A reader question from a blue belt named Jonathan Dunaway:
So I get extremely nervous when being an example for my head instructor. I’m a new blue belt with more experience than most.
I don’t understand what I’m going through idk if its an intimidation thing or what. I was wondering if you guys could do a article about this and ways to get through this stage of BJJ.
Jiu-jitsu Times: Although various types of anxiety are very common in BJJ class, this is the first time I have heard of a student feeling anxiety about being an example for the instructor.
Do you mean when he is using you as the demonstration “dummy” for the techniques in front of the class? When your instructor is pointing out how you roll or perform a certain position?
You may feel uncomfortable being the focus of attention in front of the class, but your anxiety may be misplaced. The instructor is very likely using you as an example for all positive reasons! You likely are moving with fluidity, precision, and without utilizing too much strength and providing an example for the less experienced students to observe.
There is a famous quote by jiu-jitsu icon Renzo Gracie: “Everyone you meet is battling something.” In many cases, your fellow students are confronting their own fears on the mat every class. It may be they are self conscious about their bodies, their level of skill, their emotional control, fear of losing, or looking bad in front of the other members of the class.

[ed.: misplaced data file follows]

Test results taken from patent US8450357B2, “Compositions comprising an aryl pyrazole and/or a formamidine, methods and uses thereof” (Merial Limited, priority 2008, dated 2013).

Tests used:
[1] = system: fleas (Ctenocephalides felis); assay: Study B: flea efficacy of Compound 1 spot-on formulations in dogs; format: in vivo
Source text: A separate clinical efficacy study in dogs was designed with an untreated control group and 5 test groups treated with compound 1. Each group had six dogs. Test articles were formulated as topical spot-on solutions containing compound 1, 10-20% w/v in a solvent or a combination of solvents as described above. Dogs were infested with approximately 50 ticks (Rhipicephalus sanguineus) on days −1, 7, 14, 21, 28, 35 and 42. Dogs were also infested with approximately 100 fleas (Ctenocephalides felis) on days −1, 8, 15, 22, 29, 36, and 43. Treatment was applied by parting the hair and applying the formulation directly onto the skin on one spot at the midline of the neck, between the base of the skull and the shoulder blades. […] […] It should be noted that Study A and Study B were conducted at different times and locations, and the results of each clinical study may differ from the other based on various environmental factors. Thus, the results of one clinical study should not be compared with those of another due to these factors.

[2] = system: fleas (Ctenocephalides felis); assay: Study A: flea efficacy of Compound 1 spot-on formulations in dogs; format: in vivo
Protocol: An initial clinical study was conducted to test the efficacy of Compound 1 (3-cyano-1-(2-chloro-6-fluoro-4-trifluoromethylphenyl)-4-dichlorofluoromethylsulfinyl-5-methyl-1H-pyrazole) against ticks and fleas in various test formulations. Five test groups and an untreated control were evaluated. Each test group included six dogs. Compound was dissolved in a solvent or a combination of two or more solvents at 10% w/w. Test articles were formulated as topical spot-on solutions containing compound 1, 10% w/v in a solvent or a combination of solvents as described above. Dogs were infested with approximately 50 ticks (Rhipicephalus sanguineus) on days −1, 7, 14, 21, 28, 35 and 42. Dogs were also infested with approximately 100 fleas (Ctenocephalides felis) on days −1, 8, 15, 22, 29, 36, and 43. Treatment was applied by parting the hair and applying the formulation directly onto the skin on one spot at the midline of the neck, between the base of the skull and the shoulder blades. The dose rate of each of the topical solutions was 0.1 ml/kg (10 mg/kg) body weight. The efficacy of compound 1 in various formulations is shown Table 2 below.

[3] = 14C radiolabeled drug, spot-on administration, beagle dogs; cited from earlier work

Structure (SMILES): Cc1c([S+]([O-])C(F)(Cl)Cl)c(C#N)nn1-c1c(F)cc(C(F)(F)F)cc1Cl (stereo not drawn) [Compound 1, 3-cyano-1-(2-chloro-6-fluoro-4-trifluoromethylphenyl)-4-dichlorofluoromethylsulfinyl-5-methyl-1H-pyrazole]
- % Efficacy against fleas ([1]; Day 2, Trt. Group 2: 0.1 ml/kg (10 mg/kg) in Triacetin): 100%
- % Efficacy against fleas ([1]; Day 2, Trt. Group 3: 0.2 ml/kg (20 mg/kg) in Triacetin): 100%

I recall one student revealing to me that he was very nervous before each class. He experienced nervous “butterflies” in his stomach at the thought of rolling with the other students. He was surprised to hear that with over ten years of experience, I STILL felt that tightening of the stomach before each and every class,. This is in fact very common! And yet everyone thinks they are unique in this way.
I have had some of the most technically skilled new purple and brown belts privately confide to me that they felt entirely unworthy of their new belt!
Jiu-jitsu forces us to confront and overcome these private, personal fears each time we step on the mat. In that way, I feel that jiu-jitsu develops character. When we face our fears and overcome them through self discipline, we will build a “mental muscle” inside of us that is strengthened through frequent demands. This muscle can help us overcome fear in the other areas of our lives outside of the jiu-jitsu academy.
The truth is that you may have to manage this anxiety for a long time. The important thing is that you recognize that it is just your mind playing tricks on you and that you can overcome it.